The human body has an immense capacity to heal itself. At any age, and in nearly any state, human beings are capable of significant tissue repair and remodeling. While herniated discs are slow to heal and torn ACLs don’t magically reattach, the body can take a lot of abuse for sustained periods of time before it finally gives up the fight.
The human body has a freakish amount of functional tolerance allowing people to engage in unnatural movement and make poor lifestyle choices. Do not misplace this miraculous genetic inheritance with a tacit rationalization for sleeping, eating or moving irresponsibly. Most musculoskeletal dysfunction that people and athletes suffer from is preventable disease.
Pain and injury caused by movement dysfunction can be classified in four categories; pathology, catastrophic injury, over-tension and open circuit faults. Pathology is a category of traditional medicine that goes deeper than the pain’s surface, identify factors and criteria potential for underlying internal causation. For example, identifying underlying criteria for a kidney infection as the root cause of simple back pain. Pathology accounts for 1% of musculoskeletal disorders and injuries experienced in the gym.
Catastrophic injury is where modern sports medicine excels. Severe injury will happen to those, like athletes and soldiers, pushing their limits in their respective fields. Through technological advancement, reconstructive and injury management techniques are flourishing and at an all-time high. With the exception of wounded warriors, catastrophic injury also falls into the 1% range.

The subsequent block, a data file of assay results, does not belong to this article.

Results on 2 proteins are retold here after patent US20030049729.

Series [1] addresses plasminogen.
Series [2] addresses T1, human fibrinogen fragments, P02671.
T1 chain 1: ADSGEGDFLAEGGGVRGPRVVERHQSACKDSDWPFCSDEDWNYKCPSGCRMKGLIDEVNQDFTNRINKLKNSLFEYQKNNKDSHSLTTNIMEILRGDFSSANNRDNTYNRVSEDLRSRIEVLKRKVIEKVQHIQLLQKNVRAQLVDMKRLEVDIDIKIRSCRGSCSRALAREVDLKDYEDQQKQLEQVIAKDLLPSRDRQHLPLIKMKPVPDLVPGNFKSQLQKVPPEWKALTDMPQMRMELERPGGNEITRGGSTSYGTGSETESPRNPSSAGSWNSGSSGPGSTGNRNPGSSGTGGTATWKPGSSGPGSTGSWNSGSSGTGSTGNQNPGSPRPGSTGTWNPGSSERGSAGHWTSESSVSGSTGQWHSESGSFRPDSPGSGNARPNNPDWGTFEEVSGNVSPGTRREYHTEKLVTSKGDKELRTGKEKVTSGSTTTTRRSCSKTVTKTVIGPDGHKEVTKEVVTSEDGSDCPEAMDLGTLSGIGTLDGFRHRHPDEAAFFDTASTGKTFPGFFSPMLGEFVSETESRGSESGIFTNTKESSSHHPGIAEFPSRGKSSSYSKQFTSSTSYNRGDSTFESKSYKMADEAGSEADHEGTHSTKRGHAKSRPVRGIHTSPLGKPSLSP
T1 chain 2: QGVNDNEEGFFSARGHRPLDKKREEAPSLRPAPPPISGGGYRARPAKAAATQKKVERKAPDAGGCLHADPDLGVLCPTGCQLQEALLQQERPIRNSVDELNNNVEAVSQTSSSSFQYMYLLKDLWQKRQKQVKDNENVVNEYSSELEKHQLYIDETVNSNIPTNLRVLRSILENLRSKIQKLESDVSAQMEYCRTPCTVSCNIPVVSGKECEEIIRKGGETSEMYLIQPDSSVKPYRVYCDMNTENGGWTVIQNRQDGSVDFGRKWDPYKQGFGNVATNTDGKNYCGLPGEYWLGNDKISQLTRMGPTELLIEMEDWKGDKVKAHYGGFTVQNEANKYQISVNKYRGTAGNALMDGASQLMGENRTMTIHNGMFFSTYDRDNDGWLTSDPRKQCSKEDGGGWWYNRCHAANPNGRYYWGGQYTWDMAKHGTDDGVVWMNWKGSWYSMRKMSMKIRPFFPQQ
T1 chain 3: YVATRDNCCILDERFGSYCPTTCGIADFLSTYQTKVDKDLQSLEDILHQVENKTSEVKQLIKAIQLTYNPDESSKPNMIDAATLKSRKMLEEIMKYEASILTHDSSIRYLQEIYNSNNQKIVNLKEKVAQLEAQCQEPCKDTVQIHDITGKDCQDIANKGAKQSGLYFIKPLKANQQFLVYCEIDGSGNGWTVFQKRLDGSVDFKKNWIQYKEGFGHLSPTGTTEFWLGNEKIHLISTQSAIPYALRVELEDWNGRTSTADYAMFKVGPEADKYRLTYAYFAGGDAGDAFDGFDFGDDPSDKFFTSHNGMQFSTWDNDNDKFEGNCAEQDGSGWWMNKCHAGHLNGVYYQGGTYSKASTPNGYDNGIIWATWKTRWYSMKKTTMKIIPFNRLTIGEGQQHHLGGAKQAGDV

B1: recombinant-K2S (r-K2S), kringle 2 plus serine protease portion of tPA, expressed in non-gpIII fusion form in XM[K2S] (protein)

Having accounted for 2% of the typical movement dysfunction, the remaining 98% reside within the preventable disease categories of over-tension and open-circuit faulting.
Over-tension is experienced in athletes who lack significant ranges-of-motion. Full range-of-motion includes the body’s rotational capacity where limbs and joints will experience stiffness near end-range and then suddenly stop. They should not be limited in range or be excessively stiff during full range-of-motion as these are indicators of a tissue-based mechanical system error or over-tension. in the limbs and joints. Tight tissue in the limbs and joints means missing normal range-of-motion.
Athletes that compensate mechanics due to an injury often have significant restriction in the joints and or tissues immediately above or below the site of dysfunction. Achilles tendinopathy, for example, indicates stiff calf muscles and limited dorsiflexion in the ankle. Simply put; ankle pain indicates a high potential for calves tightness which causes pulling on the ankle joint thus limiting range-of-motion. Knee pain, for example, indicates the potential for tightness in the quadriceps, hamstrings, hips, and or calf muscles, all of which connects to the knee. Pain causes the body to respond by compensating with bad form and incorrect positions or movement because normal and full range-of-motion cannot be achieved. Mitigating over-tensioned systems using mobilization techniques feeds slack to the injured site, reducing localized joint pain by improving the efficacy of the system.